Category: High Risk
THE sight of a big giant trevally's shoulders pushing heaps of water aside in hot pursuit of a surface popper is an instant adrenalin rush for most sportfishers. Some people say that poppers where made for GTs, as they are most frequently called by the anglers who pursue them. And they could well be right.
GTs come in a range of sizes but it's the big ones that get anglers fired up. And it's not just their weight it's the added dimension you often get when fishing for GTs. For example, they inhabit extremely challenging country such as sharp, coral covered bommies in shallow water one of the toughest environments from which to extract one of the toughest fish in the sea. GTs are the largest and most aggressive of the trevallies and probably one of the fiercest fish predators. They move swiftly from reef to reef, sometimes hunting in very shallow water. They feed mostly on fish, but also heaps of water aside in hot pursuit of a surface popper is an instant adrenalin rush for most sportfishers.
I recall on one occasion we sighted a small school of GTs ranging up to 30 kilos, took the hooks off our wooden poppers and allowed the fish to shred every bit of paint off the lures as we whooped and hollered like a pair of 12-yearolds. Yes, a good GT session can do that to a man. Older anglers may recall the name lowly trevally, which is what the giant trevally was commonly called before being renamed. GTs are not a favoured eating fish so the vast majority get put back to grow even bigger. I like that.
Adult GTs are generally easy to identify but juveniles up to three or four kilos are a bit more challenging, given that there are just so many different trevallies in the ocean. The bigeye is probably most frequently confused with the GT but it has a much bigger eye, as its name suggests. The GT also has a steep forehead profile.
Western Australia has its fair share of really big GTs inhabiting the inshore waters from Exmouth to Broome and offshore at Rowley Shoals. The biggest GT on state game fishing records is a bruiser of 39.8kg taken by no less than former saloon car champion, Peter Brock. In fishing terms probably any CT over 10 kilos is a good fish and over 20 kilos is a monster, and there are quite a few monsters caught in our northern waters. For many years the largest GT on record for Australia was a 52.5kg fish speared in Shark Bay (no length was provided) and South African records list an angling capture weighing 55.3 kg, So they do grow big and bad.
No major threats have been identified, other than local stock depletions as a result of heavy recreational fishing.
Tackle and bait
Anglers targeting GTs generally either troll or cast lures. Trolling outfits should be selected to suit the size of the biggest GT you're likely to encounter in the waters you're fishing. And whereas 10kg may be fine in deep, "friendly" trolling country, 24kg may not be heavy enough in shallow, bommie-strewn territory. When casting poppers 1 generally fish 10kg, but if I'm in pursuit of a horse GT 1 will use braid, with a mono trace, For this job you need a rugged spin stick that can put the brakes on quickly and not end up snapping like a carrot. 1 favour conventional proven rod styles, combined with a Penn 850, for such brutal fishing.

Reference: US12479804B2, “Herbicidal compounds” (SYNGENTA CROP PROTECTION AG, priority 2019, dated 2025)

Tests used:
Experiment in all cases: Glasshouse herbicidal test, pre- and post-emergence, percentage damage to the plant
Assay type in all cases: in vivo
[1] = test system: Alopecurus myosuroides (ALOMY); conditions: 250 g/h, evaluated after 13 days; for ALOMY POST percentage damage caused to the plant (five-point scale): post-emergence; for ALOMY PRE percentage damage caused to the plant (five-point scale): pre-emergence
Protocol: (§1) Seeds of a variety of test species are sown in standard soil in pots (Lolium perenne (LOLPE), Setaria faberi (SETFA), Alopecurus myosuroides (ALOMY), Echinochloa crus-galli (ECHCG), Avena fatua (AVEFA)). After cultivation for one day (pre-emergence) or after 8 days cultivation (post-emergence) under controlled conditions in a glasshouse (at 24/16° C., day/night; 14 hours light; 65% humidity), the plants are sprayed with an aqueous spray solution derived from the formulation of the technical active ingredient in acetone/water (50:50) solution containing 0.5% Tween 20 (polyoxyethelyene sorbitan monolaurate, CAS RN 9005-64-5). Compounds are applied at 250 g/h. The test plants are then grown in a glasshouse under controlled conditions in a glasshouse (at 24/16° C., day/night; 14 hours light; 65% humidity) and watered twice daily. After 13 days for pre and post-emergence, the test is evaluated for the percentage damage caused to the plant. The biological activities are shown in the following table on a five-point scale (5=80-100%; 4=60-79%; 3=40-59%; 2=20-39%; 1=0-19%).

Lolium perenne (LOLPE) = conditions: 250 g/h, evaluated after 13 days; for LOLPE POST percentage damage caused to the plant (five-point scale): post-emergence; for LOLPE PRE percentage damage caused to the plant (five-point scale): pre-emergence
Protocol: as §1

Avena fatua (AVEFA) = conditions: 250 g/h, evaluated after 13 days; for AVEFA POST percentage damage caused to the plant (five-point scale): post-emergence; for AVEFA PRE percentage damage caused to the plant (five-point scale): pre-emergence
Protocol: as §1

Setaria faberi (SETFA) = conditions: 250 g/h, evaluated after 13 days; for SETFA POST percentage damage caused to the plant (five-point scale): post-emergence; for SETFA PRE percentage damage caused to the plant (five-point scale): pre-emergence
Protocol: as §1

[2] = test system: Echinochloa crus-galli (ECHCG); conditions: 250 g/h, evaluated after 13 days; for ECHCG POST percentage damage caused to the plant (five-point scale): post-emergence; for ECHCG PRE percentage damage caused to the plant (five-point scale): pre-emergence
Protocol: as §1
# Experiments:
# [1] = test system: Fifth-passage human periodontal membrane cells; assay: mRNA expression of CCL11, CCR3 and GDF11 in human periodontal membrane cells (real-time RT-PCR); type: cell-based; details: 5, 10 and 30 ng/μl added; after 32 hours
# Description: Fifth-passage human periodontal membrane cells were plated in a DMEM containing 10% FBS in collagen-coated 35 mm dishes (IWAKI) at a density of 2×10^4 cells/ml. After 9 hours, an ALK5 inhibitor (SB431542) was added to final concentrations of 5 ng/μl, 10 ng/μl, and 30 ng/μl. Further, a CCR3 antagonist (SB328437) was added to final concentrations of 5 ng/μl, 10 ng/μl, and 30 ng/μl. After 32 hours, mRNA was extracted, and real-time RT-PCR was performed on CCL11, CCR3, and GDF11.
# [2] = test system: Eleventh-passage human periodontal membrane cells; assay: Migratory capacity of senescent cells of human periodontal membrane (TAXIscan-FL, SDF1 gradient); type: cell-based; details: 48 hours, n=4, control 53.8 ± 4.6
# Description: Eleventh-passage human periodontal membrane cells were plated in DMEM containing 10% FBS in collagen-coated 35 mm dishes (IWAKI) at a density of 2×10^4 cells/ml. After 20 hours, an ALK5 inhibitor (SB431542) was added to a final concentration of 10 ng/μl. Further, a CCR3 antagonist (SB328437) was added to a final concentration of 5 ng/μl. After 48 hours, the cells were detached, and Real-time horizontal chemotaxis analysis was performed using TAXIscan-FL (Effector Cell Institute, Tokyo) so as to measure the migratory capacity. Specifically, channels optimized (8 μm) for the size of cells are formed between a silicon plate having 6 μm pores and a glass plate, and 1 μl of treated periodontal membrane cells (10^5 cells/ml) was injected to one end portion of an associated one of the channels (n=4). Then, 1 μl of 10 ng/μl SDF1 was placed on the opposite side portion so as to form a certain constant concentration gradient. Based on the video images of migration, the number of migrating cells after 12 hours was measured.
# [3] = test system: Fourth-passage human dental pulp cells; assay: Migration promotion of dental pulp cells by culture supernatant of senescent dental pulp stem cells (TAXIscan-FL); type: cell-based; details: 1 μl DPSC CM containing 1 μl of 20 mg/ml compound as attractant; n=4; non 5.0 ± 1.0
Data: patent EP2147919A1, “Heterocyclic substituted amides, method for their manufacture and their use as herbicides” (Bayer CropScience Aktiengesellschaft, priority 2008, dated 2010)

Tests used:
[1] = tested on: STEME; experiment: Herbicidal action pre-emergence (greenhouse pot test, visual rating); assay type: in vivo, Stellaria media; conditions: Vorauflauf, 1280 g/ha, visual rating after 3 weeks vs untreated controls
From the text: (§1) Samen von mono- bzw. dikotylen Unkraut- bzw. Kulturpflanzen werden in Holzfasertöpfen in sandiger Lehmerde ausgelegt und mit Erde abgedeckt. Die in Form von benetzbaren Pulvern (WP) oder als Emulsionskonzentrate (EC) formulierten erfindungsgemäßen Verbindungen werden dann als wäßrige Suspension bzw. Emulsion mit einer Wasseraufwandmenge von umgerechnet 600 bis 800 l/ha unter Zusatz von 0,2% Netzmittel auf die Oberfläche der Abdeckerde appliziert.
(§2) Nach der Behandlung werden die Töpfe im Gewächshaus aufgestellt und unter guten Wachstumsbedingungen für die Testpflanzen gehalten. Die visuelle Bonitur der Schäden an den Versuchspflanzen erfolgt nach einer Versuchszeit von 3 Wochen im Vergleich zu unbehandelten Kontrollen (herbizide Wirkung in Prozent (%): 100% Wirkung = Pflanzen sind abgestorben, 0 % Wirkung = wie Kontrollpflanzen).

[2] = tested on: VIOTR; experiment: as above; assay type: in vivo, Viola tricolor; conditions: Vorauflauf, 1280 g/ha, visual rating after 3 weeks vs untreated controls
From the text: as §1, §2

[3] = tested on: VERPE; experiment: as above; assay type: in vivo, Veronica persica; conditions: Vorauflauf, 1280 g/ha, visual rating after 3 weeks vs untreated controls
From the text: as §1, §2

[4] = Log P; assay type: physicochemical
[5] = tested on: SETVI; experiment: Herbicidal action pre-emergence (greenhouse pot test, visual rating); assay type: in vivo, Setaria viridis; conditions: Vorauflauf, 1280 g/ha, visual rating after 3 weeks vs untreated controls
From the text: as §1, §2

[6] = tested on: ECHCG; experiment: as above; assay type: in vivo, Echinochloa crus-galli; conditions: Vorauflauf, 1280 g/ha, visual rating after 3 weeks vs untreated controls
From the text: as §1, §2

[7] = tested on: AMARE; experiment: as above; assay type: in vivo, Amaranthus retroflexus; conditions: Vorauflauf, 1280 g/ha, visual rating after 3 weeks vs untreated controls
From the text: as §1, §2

Most text books list the southern extent of distribution as Rottnest but very few turn up that far south. Even the wonderful coral bommie habitat of the Abrolhos Islands attracts just a few GTs. It's around Dirk Hartog Island and Shark Bay that reasonable numbers start showing up.
Breeding and migration
Not much work has been undertaken into the habits of GTs but breeding occurs during summer, and young fish are often found in estuaries. Young adults are common in inshore turbid waters of the Dampier Archipelago and the Kimberley. Sexual maturity occurs at a fork length of about 60cm and about three years old. Males are more numerous than females and are slightly darker in colour.
The type of country that might hold some jumbo tailor down south is likely to turn up a GT up north. White water washing over the top of a lump, with shallow broken country all around, just screams GTs, and it's here that poppers really come into their own. The last thing you want to do in this sort of country is to cast out a lure and have it sink, or dive, into the reef and coral. So a floating popper is the obvious practical choice. Of the different types of poppers around these days, the three that have worked best for me over the years are the cup?faced wooden ones which skip and slurp all the way back to the rod tip. Varying retrieve rates are integral to this style of fishing.
The clear resin poppers such as Hawaiian pillie poppers or local Redbacks are best fished with variation in rod tip height and retrieve rates. I have had some really good sessions on these types of lures. Probably the most internationally popular popper style for GTs is the blooper. This bulbous, cup-faced popper is twitched, stop-start fashion, and frequently GTs will hit it as it sits motionless on the surface. The larger bloopers can really benefit from a savage downward rod tip action to "bloop" the bigger fish into your area. This is great fun, but don't forget to crush down the barbs to save both you and the fish from excessive damage. Some anglers target big GTs by trolling rigged mullet or garfish baits around dropoffs. Very slow trolling or mooching as 1 tend to call it with large weighted swimming baits can produce GTs, and also a very welcome bycatch of big mackerel.
References: Allan & Swainston, The Marine Fishes of North Western Australia. Compiled with the assistance of Dr. Barry Hutchins Curator of Fishes, West Australian Museum.